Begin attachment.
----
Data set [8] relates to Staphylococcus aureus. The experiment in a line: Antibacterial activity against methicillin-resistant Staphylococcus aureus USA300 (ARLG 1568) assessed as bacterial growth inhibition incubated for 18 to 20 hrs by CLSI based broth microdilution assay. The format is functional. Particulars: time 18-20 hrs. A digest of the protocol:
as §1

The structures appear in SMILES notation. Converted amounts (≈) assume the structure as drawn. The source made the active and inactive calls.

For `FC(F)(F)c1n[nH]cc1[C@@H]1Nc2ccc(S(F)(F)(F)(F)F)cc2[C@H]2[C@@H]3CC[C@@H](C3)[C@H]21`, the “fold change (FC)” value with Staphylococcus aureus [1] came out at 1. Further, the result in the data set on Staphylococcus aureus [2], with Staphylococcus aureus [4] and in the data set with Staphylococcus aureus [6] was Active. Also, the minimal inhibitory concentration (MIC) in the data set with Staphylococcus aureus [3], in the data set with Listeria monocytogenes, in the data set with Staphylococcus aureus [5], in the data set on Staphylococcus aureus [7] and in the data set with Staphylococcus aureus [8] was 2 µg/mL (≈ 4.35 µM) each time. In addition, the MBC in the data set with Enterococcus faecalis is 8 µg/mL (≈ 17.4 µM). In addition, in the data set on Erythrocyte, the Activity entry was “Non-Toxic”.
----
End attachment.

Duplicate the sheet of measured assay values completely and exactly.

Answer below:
Data set [8] relates to Staphylococcus aureus. The experiment in a line: Antibacterial activity against methicillin-resistant Staphylococcus aureus USA300 (ARLG 1568) assessed as bacterial growth inhibition incubated for 18 to 20 hrs by CLSI based broth microdilution assay. The format is functional. Particulars: time 18-20 hrs. A digest of the protocol:
as §1

The structures appear in SMILES notation. Converted amounts (≈) assume the structure as drawn. The source made the active and inactive calls.

For `FC(F)(F)c1n[nH]cc1[C@@H]1Nc2ccc(S(F)(F)(F)(F)F)cc2[C@H]2[C@@H]3CC[C@@H](C3)[C@H]21`, the “fold change (FC)” value with Staphylococcus aureus [1] came out at 1. Further, the result in the data set on Staphylococcus aureus [2], with Staphylococcus aureus [4] and in the data set with Staphylococcus aureus [6] was Active. Also, the minimal inhibitory concentration (MIC) in the data set with Staphylococcus aureus [3], in the data set with Listeria monocytogenes, in the data set with Staphylococcus aureus [5], in the data set on Staphylococcus aureus [7] and in the data set with Staphylococcus aureus [8] was 2 µg/mL (≈ 4.35 µM) each time. In addition, the MBC in the data set with Enterococcus faecalis is 8 µg/mL (≈ 17.4 µM). In addition, in the data set on Erythrocyte, the Activity entry was “Non-Toxic”.